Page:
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SEP-OCT 2015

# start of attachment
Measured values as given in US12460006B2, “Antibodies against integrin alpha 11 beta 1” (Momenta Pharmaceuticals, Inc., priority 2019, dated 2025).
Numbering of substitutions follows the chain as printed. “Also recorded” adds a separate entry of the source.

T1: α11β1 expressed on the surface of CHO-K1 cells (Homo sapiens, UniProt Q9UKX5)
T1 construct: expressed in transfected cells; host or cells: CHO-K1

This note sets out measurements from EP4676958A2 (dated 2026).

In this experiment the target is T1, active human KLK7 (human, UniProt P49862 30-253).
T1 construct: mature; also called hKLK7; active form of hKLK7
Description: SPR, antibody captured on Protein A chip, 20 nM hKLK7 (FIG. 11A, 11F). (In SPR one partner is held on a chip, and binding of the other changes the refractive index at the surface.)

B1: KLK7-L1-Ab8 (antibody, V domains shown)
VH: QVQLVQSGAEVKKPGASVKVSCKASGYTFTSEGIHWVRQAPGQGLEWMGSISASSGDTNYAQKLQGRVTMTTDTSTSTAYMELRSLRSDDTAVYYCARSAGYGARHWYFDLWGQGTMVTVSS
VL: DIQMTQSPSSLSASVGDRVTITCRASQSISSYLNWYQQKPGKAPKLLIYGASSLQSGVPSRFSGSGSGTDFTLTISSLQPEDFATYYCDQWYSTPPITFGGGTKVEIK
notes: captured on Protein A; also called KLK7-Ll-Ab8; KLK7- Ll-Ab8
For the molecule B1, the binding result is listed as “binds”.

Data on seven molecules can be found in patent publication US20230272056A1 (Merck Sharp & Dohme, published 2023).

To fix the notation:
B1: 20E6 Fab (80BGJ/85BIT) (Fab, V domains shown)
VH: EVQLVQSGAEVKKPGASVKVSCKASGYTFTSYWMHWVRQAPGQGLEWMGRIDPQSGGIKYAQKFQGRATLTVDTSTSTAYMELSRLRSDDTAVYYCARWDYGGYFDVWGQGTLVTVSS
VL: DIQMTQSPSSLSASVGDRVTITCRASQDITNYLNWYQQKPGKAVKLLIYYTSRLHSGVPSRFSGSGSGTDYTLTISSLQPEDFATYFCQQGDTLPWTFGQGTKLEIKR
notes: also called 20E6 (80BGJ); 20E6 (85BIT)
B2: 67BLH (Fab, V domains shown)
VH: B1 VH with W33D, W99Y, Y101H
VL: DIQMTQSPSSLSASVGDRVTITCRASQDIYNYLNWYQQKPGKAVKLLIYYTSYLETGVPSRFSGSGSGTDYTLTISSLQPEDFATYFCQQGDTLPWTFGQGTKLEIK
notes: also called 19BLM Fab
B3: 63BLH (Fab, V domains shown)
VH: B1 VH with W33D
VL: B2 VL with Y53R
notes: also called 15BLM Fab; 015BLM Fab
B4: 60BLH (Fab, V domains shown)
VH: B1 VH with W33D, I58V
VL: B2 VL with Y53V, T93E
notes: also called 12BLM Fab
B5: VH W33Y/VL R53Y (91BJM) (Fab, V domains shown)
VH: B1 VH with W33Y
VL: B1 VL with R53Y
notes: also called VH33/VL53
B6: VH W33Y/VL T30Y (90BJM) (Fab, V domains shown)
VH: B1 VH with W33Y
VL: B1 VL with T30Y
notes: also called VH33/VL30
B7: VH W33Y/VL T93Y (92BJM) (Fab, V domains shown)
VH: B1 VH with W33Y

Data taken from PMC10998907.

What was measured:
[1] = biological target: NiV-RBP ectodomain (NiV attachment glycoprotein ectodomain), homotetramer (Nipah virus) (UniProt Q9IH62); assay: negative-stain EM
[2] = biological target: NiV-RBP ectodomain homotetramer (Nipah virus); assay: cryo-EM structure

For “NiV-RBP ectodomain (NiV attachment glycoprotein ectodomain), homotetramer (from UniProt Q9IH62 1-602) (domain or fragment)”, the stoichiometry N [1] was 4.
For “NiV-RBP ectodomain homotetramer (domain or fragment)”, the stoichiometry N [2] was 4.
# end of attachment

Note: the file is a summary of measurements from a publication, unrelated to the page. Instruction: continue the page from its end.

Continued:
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K aiser Permanente wants to clear the air. The healthcare provider has made a record-breaking purchase of renewable energy that will cut greenhouse gases, save money and immediately reduce some of the air pollutants that are harmful to humans. This shift to wind and solar energy sources will provide half of the electricity for Kaiser Permanente's facilities in California. It is the largest green energy initiative ever made by a healthcare company and will make Kaiser Permanente one of the largest users of wind and solar energy in the U.S. The initiative is born from Kaiser Permanente's basic mission to improve health. The same carbon dioxide and other by-products of burning fossil fuels that wreak havoc on the environment are hard on humans, too. "The health impacts of a changing climate can be felt today in the form of increasing rates of asthma and other respiratory ailments, the spread of infectious diseases, heat stress and injuries from severe weather events," says Kathy Gerwig, Kaiser Permanente's environmental stewardship officer. As one of America's leading healthcare providers with 10 million members, Kaiser Permanente feels a special obligation to reduce its carbon footprint and protect communities from the effects of climate change. "Replacing fossil fuels with green power is the most important step we can take to reduce pollutants that can lead to disease," says Rame Hemstreet, Kaiser Permanente's chief energy officer. Hitting the Target The project began with the national sustainable energy policy the company adopted in 2012. At that time, Kaiser Permanente set an ambitious goal of reducing its own greenhouse emissions by 30 percent nationwide by 2020. With a nationwide network of hospitals, clinics, warehouses and offices, Kaiser Permanente has a large physical footprint that translates to a significant energy demand: a total of some 1.5 billion kilowatt hours of electricity used per year. That energy production contributes some 806,000 metric tons of greenhouse gases a year, as measured in 2008. To reduce its greenhouse gas emissions by 30 percent, Kaiser Permanente will significantly expand the number of its hospitals with solar panels onsite and purchase energy from off-site projects. The company says the combo will bring emissions down to the target reduction by 2017 – a full three years ahead of the original goal. When the program is fully operational, it will produce a total of 590 million kilowatt hours of green energy. It will prevent some 215,000 metric tons of greenhouse gas emissions from being pumped into the air per year. How much is that? Picture a traffic I s renewable energy a viable alternative for the future? The President of the United States thinks so. Citing extreme temperatures (scientists predict 2015 will be the hottest year on record), severe weather and increasing air pollution that many believe are caused by carbon emissions, President Barack Obama in August unveiled the Clean Power Plan, perhaps the U.S.' most important action on climate change to date. The regulations released by the Environmental Protection Agency (EPA) will require each state to begin finding ways to cut carbon emissions by 2022, by shifting to cleaner- burning fuels and moving away from carbon-heavy fuels. The states would choose one of three options whereby to achieve this goal: 1) improve heat rates for coal-fired steam generators, 2) switch out higher-emitting steam units for existing but lower-emitting, combined-cycle combustion turbines fired by natural gas and 3) increase the use of renewable energy. The goal is to reduce carbon emissions by 32 percent by 2030. Opponents of the plan speculate that the regulation could potentially negatively impact jobs and economic growth in states with high economic dependency on power plants. But Obama Administration officials say the launch of incentive programs and initiatives to drive early adoption of the renewable energy standards and encouraging corporate interests to deploy efficiency protocols, will not only offset the potential risks but will drive economic growth. Figures released by the EPA estimate that the cost of the Clean Power Plan would be $8.4 billion per year, with total benefits expected to be between $34 billion and $54 billion. The U.S.' CLEAN POWER PLAN: the Antidote to Carbon Emissions? September/October 2015 | the LEADER 23

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